# Recursive jot

Today I had to break up a giant PDF full of scanned drawings for a building, a job similar to that described in this post. So I opened the post and started following the steps. It worked well, but this time I added a twist: using jot to create a set of jot commands.

After using pdftk to burst the PDF into individual files and using sips to convert them into JPEGs, I had a set of over 300 JPEG files with names like pg_0001.jpg. I wanted to rename them to roughly match the drawing numbers given in the title blocks.

These were all architectural drawings (as opposed to structural, mechanical, electrical, etc. drawings), so they all had drawing numbers like A1.01, A5.14, and A11.3, where the number before the period indicates a section. There are sections of elevation drawings, sections of plan drawings, sections of details, and so on. Sixteen sections in all.

Following the steps of my earlier post, I wanted to create a file called names.txt that would contain 300+ lines, one for each of the files, giving the name I wanted to change it to. The shell script to create that file was this:

bash:
1:  jot -w 'A0-%02d.jpg' 1 > names.txt
2:  jot -w 'A1-%02d.jpg' 4 >> names.txt
3:  jot -w 'A2-%02d.jpg' 12 >> names.txt
4:  jot -w 'A3-%02d.jpg' 18 >> names.txt
5:  jot -w 'A4-%02d.jpg' 41 >> names.txt
6:  jot -w 'A5-%02d.jpg' 87 >> names.txt
7:  jot -w 'A6-%02d.jpg' 15 >> names.txt
8:  jot -w 'A7-%02d.jpg' 18 >> names.txt
9:  jot -w 'A8-%02d.jpg' 4 >> names.txt
10:  jot -w 'A9-%02d.jpg' 18 >> names.txt
11:  jot -w 'A10-%02d.jpg' 17 >> names.txt
12:  jot -w 'A11-%02d.jpg' 3 >> names.txt
13:  jot -w 'A12-%02d.jpg' 22 >> names.txt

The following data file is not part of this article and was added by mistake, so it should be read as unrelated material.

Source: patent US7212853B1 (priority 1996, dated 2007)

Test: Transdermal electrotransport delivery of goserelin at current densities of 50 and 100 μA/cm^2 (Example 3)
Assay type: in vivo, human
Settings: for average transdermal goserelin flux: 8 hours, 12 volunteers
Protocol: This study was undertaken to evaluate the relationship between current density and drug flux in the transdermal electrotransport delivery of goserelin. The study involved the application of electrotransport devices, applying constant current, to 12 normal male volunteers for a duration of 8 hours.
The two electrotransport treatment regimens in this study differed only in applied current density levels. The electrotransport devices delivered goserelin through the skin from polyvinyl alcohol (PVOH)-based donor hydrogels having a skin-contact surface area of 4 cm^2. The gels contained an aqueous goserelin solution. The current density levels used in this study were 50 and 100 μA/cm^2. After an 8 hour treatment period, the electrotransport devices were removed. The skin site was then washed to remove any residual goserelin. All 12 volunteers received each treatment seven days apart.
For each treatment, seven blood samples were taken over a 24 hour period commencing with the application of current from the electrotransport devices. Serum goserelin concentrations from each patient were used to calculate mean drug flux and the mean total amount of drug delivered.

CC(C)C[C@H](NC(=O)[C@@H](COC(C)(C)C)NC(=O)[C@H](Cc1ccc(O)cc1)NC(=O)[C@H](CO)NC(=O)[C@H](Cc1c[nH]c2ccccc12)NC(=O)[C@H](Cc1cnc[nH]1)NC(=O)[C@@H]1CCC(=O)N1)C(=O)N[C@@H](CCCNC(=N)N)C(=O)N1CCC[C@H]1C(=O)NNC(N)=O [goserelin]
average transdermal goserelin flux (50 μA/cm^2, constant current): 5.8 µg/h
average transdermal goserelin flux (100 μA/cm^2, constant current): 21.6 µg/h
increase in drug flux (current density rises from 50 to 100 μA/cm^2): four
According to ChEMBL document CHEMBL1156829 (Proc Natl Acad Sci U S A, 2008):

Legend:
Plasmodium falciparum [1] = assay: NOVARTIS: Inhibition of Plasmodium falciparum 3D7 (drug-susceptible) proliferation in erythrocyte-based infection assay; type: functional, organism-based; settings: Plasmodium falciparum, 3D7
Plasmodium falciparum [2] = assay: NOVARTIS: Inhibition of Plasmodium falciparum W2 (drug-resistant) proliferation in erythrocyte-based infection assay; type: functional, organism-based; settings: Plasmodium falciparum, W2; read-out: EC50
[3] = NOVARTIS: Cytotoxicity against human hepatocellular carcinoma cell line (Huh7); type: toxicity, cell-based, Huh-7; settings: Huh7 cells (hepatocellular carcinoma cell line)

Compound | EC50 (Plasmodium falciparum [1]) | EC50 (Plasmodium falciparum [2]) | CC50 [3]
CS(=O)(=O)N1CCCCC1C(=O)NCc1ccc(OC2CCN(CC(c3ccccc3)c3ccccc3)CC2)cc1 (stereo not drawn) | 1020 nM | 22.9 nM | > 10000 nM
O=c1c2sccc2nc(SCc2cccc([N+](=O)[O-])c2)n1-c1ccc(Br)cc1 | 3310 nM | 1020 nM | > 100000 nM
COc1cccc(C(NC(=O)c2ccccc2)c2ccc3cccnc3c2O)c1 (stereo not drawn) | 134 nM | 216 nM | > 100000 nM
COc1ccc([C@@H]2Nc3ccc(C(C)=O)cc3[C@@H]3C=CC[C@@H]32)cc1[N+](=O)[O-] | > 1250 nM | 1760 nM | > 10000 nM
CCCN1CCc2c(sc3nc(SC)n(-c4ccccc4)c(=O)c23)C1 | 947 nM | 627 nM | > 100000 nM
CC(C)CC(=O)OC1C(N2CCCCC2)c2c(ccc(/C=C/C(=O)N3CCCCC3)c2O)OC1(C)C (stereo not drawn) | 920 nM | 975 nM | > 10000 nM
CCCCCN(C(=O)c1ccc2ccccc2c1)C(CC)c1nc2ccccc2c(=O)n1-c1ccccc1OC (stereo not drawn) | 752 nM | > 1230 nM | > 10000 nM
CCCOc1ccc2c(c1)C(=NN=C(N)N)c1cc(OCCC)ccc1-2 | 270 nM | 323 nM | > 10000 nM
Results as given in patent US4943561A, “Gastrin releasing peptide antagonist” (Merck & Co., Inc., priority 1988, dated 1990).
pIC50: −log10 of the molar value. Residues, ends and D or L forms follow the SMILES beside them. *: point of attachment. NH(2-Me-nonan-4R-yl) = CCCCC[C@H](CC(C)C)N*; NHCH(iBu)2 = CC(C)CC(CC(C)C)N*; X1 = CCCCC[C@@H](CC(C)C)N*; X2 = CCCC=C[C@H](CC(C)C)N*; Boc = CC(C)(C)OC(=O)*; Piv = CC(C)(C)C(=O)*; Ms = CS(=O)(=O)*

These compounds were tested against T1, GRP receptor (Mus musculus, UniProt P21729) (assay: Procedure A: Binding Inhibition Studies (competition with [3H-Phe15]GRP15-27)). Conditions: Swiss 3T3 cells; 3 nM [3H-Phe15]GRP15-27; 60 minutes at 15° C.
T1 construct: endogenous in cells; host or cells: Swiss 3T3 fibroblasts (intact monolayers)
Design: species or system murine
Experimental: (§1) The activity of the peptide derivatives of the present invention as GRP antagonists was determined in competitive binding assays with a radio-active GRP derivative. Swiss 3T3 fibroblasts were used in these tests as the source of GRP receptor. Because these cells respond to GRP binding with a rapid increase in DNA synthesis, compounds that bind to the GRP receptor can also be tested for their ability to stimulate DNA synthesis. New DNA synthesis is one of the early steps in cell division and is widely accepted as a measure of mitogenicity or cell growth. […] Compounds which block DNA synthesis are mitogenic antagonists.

14:  jot -w 'A13-%02d.jpg' 3 >> names.txt
15:  jot -w 'A14-%02d.jpg' 3 >> names.txt
16:  jot -w 'A15-%02d.jpg' 56 >> names.txt
17:  jot -w 'A16-%02d.jpg' 4 >> names.txt


(The A0 section consisted of just the index of all the other drawings. It didn’t have a drawing number, so I decided to call it A0.01. The numbers just before the redirection operators represent the number of drawings in each section.

I didn’t want to write this script. Even though it’s only 17 lines long, and each line could be entered by repeatedly pasting and editing, the repetition would’ve driven me crazy. And I would have made mistakes. Editing the number of drawings for each section would be easy, because I could double-click on the default number and then type the correct value. But changing the section number would require either precision clicking and dragging or a lot of cursor movements that I was likely to screw up.

I thought it would be fun to use jot itself to generate the lines. It wasn’t hard. This command,

jot -w "jot -w 'A%d-%%02d.jpg' 000 >> names.txt" 17 0 > jotter.sh


created the script, called jotter.sh. I used 000 as the default number of drawings for each section because it made for a big double-click target when I edited jotter.sh to put in the correct numbers.1

Yes, I could have used Keyboard Maestro to automate the creation of these lines, and I could have even had it prompt me for the number of drawings in each section. But how could I resist the opportunity to use a command to create a bunch of copies of itself?2

1. I also changed the first append redirection (>>) to a create redirection (>). That wasn’t necessary, since names.txt didn’t exist yet, but it made for a cleaner script. ↩︎

2. Yes, I know this isn’t really recursion, but I liked the title. If you tweet me to explain recursion, I will block you. ↩︎